This is an interesting one. My very first impression of it was that something was lacklustre about it, as if it were a little flat. But then I gazed at a bit longer and, as if coming to the right exposure, a much greater depth showed itself and made the piece a lot more enjoyable. This is somewhat double-sided - on the one hand, it develops a great sense of depth with contemplation, and on the other hand, there is a lack of highlights in the darkness which eludes one's immediate grasping of depth. Still, it is this very ambivalence which makes it so interesting, a great intention there, since it does make it a piece which makes a more lasting impression than many others, albeit not straight away.
Concerning immediate impression, the lack of light interaction with the edges of the nebulous haze to show reflectivity, and the sense of clone-brushing here and there (i.e. left of the stellar nursery) does bring it down. It may understandably be difficult to add such alterations to depth without taking away the contemplative sense of the piece, but the cloud repetition could at least be modified. But even though there is critique concerning that, there is still much else which is quite nice about this piece.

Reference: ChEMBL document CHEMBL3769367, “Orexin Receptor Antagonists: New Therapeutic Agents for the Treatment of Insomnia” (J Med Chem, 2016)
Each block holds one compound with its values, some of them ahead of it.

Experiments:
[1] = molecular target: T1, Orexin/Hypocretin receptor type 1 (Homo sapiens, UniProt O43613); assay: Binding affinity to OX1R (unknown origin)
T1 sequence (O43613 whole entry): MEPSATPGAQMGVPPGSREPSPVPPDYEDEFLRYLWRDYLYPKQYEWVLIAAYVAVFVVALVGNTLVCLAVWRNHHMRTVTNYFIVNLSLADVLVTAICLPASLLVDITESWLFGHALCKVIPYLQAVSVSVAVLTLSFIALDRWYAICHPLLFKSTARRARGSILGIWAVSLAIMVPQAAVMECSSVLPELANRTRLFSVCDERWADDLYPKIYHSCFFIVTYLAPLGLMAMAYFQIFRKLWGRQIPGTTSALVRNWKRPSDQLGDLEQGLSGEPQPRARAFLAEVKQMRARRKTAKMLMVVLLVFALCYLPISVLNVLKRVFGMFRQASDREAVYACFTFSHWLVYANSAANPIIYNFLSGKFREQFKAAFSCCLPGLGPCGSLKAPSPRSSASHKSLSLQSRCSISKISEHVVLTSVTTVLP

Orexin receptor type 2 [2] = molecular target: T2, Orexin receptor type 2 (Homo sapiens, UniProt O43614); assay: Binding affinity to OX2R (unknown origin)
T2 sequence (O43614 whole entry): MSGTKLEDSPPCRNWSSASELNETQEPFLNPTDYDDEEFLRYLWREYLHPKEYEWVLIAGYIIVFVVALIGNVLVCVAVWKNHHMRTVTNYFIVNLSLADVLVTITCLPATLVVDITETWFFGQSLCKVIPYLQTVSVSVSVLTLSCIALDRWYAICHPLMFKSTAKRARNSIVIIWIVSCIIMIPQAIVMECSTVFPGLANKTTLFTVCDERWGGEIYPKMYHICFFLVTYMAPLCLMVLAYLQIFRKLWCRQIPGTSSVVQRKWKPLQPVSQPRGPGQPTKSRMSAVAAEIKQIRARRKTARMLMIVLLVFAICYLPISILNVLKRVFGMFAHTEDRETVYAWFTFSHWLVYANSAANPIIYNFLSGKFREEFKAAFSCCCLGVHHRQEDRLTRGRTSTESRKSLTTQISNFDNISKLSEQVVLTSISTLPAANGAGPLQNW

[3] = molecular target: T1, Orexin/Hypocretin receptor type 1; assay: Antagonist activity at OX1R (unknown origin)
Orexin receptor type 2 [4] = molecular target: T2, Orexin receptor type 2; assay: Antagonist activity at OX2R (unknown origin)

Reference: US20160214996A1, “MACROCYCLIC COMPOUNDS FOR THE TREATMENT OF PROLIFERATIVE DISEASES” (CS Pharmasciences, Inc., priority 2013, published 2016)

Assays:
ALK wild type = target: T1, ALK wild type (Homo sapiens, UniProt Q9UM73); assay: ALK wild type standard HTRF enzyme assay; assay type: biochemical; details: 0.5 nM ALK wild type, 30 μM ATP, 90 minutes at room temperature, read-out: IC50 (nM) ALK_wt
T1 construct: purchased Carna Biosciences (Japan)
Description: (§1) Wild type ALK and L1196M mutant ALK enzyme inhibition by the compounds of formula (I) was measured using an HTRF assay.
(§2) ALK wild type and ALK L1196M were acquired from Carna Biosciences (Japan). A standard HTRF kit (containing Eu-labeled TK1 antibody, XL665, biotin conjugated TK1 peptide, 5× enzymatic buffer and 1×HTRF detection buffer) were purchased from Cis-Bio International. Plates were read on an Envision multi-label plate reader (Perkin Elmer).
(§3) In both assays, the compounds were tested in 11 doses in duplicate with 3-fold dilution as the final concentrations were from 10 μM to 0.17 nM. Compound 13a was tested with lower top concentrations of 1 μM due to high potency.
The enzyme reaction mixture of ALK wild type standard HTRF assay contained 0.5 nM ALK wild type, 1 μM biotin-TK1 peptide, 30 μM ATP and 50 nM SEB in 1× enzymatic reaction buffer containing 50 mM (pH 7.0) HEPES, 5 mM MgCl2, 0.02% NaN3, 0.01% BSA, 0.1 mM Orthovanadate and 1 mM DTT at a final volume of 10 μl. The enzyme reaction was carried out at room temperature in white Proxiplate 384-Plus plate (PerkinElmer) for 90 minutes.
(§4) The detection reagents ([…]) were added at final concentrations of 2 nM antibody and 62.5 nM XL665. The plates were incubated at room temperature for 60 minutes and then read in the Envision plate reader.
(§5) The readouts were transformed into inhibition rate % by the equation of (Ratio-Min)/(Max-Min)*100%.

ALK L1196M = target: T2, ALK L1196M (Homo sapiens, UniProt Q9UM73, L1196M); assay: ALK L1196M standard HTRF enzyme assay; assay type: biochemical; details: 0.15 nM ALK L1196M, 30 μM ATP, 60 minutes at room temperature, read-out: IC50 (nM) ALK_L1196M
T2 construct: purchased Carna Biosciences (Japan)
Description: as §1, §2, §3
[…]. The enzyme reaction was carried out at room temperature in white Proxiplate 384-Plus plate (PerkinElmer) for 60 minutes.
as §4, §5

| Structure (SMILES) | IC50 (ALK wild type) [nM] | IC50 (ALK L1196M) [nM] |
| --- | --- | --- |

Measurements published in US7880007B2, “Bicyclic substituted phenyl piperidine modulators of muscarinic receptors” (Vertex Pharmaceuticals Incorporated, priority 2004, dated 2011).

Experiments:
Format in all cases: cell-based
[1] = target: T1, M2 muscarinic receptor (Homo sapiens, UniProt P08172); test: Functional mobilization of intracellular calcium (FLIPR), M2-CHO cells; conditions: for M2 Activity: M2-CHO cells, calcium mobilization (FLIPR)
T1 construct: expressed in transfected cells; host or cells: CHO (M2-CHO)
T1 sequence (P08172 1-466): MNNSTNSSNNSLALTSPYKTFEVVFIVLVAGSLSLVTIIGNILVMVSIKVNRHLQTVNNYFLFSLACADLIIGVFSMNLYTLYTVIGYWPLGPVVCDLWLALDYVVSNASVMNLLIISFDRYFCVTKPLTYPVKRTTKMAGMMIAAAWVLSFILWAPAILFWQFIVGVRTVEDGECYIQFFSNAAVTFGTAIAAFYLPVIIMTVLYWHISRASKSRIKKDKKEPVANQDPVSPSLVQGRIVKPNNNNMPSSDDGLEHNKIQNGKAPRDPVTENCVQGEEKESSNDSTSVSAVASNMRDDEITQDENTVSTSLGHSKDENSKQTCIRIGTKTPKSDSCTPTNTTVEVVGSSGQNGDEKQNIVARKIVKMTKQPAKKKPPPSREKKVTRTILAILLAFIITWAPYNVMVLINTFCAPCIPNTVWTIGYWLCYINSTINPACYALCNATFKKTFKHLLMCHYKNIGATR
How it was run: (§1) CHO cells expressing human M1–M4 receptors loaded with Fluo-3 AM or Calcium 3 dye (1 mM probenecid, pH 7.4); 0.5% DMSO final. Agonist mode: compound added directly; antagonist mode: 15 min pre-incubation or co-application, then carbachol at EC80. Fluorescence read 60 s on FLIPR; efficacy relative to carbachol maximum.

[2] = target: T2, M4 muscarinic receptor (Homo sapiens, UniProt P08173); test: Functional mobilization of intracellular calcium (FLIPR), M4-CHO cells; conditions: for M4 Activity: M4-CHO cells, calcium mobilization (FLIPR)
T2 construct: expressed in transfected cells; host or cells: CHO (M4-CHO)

The starfield, for one, and the subtle gradients of light and hue about the piece all add to the overall splendour of this piece, especially in its contemplation. The planets, although they seem to be setup very simplistically, do have an enjoyable sense of counterbalance between each other in the composition. In this way, the minimalism of the piece is essential the aforementioned contemplative quality of it. Such a quality is what one could worry about losing with further alterations, due to the fragile nature of minimalism when adding and changing things. Still, it could be possible to add just here and there a few well-placed streams of light reflecting off the nebulae, and conjunction with the slight variation of texture in parts.
Although there are minor details which could be improved, not to change the piece so much as to draw more people into the actual contemplation of it, the piece is as it stands another good piece of artwork from you. It is this difficult balance of a flat initial impression with a thoroughly contemplative impression of depth which makes this particularly difficult to rate, and yet which makes it work. Thus my suggestions that, if it were to be modified, to do so only to compliment the furtherance of others contemplating it - thus, minimal changes for a minimal piece. With this in mind, excellent work, and it would be a pleasure to see some more works with such a contemplative aesthetic - so, I say well done!